A team of Five Eyes representatives has embarked on a collaborative campaign to develop plans to help improve the response to cybersecurity incidents that pose threats against group members; the group’s latest effort is to create a recommendation manual for cyber threats. It should be remembered that Five Eyes is a joint effort by the governments of the United States, the United Kingdom, Canada, Australia and New Zealand to implement the best intelligence and information security plans.
To be more specific, the manual was prepared by specialists from the Australian Cyber Security Center, the Communications Security Establishment in Canada, the National Cyber Security Center and the New Zealand Computer Emergency Response Team, the UK National Cybersecurity Center, as well as the US Cybersecurity and Infrastructure Security Agency (CISA) “This is the result of a joint effort by the major cybersecurity authorities,” mentions the announcement published by CISA.
Experts mention that this manual was developed in adherence to best practices in the industry, which should be implemented when a security incident occurs, including data collection, deletion of artifacts, logs and relevant data, as well as recommendations on the complete elimination of minor issues that could lead to new security threats.
Cybersecurity specialists agree that a successful incident response process requires a wide range of techniques and procedures, so developing a guide with general application methods are a good measure in the face of the advancement of malicious hacking. Among the main measures that experts recommend are:
- Search for Indicators of Compromise (IOCs): Experts recommend collecting any details related to malicious activity from all possible sources, as well as evaluating the results in order to detect new clues to eliminate false positives.
- Frequency analysis: Collecting large amounts of data for the calculation of normal traffic patterns on the network and on host systems is also recommended. These predictive algorithms can be used to identify anomalous activity in a short period of time.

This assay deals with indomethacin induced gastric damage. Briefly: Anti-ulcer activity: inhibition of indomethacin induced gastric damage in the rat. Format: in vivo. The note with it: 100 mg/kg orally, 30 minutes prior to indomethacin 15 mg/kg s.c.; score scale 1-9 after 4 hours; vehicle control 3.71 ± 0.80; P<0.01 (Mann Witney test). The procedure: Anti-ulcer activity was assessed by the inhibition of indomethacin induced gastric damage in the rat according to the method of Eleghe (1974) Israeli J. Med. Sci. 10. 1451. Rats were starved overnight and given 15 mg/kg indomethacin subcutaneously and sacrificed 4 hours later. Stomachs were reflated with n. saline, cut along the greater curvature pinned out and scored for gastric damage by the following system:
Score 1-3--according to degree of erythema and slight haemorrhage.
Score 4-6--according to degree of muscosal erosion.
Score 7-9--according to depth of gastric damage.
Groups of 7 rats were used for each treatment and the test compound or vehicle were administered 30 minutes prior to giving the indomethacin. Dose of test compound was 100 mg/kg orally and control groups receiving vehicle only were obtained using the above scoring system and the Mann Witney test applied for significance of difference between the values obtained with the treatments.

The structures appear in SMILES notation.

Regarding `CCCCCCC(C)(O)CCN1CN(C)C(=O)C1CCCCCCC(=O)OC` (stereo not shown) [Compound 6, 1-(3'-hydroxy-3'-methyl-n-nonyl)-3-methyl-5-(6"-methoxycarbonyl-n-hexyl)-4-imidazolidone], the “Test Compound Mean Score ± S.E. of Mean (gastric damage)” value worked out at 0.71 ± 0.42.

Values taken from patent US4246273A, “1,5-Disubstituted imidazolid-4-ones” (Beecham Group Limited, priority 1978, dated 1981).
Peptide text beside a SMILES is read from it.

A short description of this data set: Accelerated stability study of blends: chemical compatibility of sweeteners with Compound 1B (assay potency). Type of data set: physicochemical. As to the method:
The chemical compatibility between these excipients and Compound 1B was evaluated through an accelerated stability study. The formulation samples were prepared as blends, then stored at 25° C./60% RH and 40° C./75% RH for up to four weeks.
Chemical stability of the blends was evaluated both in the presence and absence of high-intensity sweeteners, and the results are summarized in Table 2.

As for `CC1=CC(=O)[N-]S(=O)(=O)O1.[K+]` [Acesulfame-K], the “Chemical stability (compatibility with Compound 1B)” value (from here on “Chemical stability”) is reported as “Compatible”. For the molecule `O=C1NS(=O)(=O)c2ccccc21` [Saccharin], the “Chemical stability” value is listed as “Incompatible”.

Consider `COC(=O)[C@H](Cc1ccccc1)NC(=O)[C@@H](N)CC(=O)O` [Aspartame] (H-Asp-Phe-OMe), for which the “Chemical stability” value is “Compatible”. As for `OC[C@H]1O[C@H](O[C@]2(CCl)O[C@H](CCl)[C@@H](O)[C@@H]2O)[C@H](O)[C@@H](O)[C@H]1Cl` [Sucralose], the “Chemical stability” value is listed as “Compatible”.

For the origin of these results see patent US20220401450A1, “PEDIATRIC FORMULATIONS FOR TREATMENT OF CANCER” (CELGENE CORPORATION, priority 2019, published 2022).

- Pattern Analysis: In the manual, Five Eyes experts ensure that it is possible to perform analysis tasks to identify patterns of automated mechanisms typical of scripts or malware variants, as well as routine activity of malicious hackers acting manually. IT teams need to learn how to separate data corresponding to normal activity and potentially malicious information.
- Anomaly Detection: Analyze unique values for multiple datasets and, if necessary, investigate the associated data to find any signs of malicious activity.
The manual also includes a list of artifacts that IT teams in affected organizations can focus on for signs of hacking activity:
- Running processes
- Services in use
- Parent-child process trees
- Background executable integrity hash
- Installed applications
- Local and domain users
- Unusual authentication methods
- Irregularly formatted usernames
- Listening ports and associated services
- Domain Name System (DNS) resolution settings and static routes
- Established and recent connections
- Scheduled tasks
- Execution artifacts (Prefetch and Shimcache)
- Event logs
- Virus detections
Finally, the manual contains a section for describing the most common errors that security teams make when analyzing a hacking incident. In this regard, Five Eyes warns that some legitimate actions could be highly damaging to the investigation, which is highly beneficial for threat actors. An inadequate incident response process could also cause malicious hackers to cover their tracks before researchers can detect them, so the Five Eyes manual can help IT teams take the best steps towards a comprehensive and secure scan.
The manual is available at the following link and is a highly recommended tool for security teams in any organization.
He is a well-known expert in mobile security and malware analysis. He studied Computer Science at NYU and started working as a cyber security analyst in 2003. He is actively working as an anti-malware expert. He also worked for security companies like Kaspersky Lab. His everyday job includes researching about new malware and cyber security incidents. Also he has deep level of knowledge in mobile security and mobile vulnerabilities.